Back in the late ’80s, a Japanese studio called Mitchell Corporation – which had previously cut its teeth on motorcycle fighting game (Mad Motor) and a risque casino title (Poker Ladies) – decided to have a go at another increasingly popular genre: the action-puzzler. Originally made for arcades, Pang (or Buster Bros. as it was known here in the West – it was also called Pomping World in some regions, which is the best name for any video game, ever) took something as simple as destroying a multiplying set of bouncing balls and transformed it into a timeless gaming hit.
Turn the clock forward 30 years and the latest iteration, Pang Adventures, is ready to mark its anniversary with a debut on Nintendo Switch. Now in the hands of French studio DotEmu – which is best known for porting all manner of retro classics to Switch and other platforms – this new incarnation keeps the same basic rules and co-operative gameplay and simply turns up the dial up with even more challenging layouts and power-up combinations.
At first glance, Pang Adventures looks and plays like a cross between Bust-A-Move, Block Breaker and Space Invaders. Whether played solo or in local or online co-op, you play a young hero who is faced with fighting off a cartoonish alien invasion. To do this, you’ll play on a single-screen where you can only fire a harpoon gun upwards. Above you, a set of bouncing balls explode and divide into smaller ones every time you land a hit. The more you strike, the greater the chance you’ll get knocked out when they land, so it’s all about tactically destroying balls in focused groups.
The fun comes not just in using space to your advantage, but how each map can be used to destroy every ball safely and within each 30-second time limit. Some balls start in strange and usual patterns, requiring you to hit them in a certain way to create pockets where you can continue the fight. Others will have platforms that can be shot away to funnel balls into a ‘kill box’, or creatures such as crabs that will pop them for you if you guide them carefully into their pincers. You’ll always want to be thinking about scoring big, so collecting everything from fruit to statue heads will help you hit those numerical heights.
With power-ups to collect (which offer a short time of extra defensive or offensive use, such as a gem-like shield or life-saving blaster that coats the air above you in glorious bullet hell) DotEmu has managed to maintain the simplicity of Pang’s original design while ramping up the variables at play. When played solo, it’s certainly far more of a challenge, but when played locally or online with a partner, Pang Adventures is a riot as you rush to save one another from a rain of bouncing ball death. When you factor in those increasing difficulty spikes – such as balls that send electrical currents into your path if you destroy them – there’s a gratifying sense of achievement to be found once you’ve overcome a particularly tricky level.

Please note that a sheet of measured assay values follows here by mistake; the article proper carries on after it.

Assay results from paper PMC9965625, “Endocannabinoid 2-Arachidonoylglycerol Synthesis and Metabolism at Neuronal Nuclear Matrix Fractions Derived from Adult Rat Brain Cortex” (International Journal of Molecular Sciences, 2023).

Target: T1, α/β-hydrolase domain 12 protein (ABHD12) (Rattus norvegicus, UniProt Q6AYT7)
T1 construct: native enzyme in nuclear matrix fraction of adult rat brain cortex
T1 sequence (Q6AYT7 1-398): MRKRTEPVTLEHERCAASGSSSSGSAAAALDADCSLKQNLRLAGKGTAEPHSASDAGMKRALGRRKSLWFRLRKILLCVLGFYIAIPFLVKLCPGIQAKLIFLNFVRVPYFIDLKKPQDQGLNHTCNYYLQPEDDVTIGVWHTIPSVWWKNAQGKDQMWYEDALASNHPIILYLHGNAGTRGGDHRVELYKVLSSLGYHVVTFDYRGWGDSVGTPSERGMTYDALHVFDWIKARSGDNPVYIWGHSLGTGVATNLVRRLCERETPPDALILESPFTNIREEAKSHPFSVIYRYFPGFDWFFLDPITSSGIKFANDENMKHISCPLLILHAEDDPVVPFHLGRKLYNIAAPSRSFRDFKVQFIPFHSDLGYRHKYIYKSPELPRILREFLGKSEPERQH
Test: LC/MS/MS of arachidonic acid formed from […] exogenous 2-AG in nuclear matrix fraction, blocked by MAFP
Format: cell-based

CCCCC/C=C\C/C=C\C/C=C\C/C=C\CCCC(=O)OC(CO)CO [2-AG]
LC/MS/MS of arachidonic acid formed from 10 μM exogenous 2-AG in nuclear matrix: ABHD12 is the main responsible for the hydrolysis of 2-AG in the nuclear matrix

‘Tour’ mode will likely be your first port of call, splitting its alien invasion story across the globe as you travel to each location (ranging from the sands of Bora Bora to the cold highlands of bonny Scotland, and beyond) and its 15 themed levels. In between each one you’ll face that region’s boss, which will force you to put into practice some of the new tactics you’ve learned, such as using explosive balls to take out larger pockets of balls in the air, or learning patterns to avoid instant death. It’s the right balance of challenge and fun, but that difficulty really does start to ramp up about half-way through its four-to-five-hour campaign.
Elsewhere, there’s a survival-style ‘Panic’ mode, and a retro-themed version of Pang in Score mode if you’re in this for the high scores. You can play cooperatively in all three modes, so there’s a ton of content here for someone who wants to play with a friend, a stranger or by their lonesome. The near-instant retry system means that you never really feel like you’ve been cheated out of a win, and with every level only last for 30 seconds at most, Pang Adventures serves as a far more suitable pairing for Nintendo Switch than it did on PC or other consoles.
If any real criticism can be laid at Pang Adventures’ door, it’s that DotEmu simply hasn’t tried to do something wholly original with the concept. As a contemporary tribute to an arcade classic, it ticks all the right boxes, but compared to the likes of Tetris Effect – which took an even more iconic game and turned it into a near out-of-body experience – this instalment does feel a little too safe considering the innovation that’s already available on the eShop.
Pang Adventures offers a tense and instantly enjoyable ode to a timeless arcade romp, and one that’s bound to engage and reward players who enjoyed it 30 years ago as well as those discovering it for the first time on the eShop. The support for online play is a real bonus, as many puzzle games of this ilk are want to simply plump for couch-play only, but for all its colourful chaos you are left hoping for something a little less predictable. Fans of the original will love it, but they may also lament the fact that more hasn’t been done to update this classic series.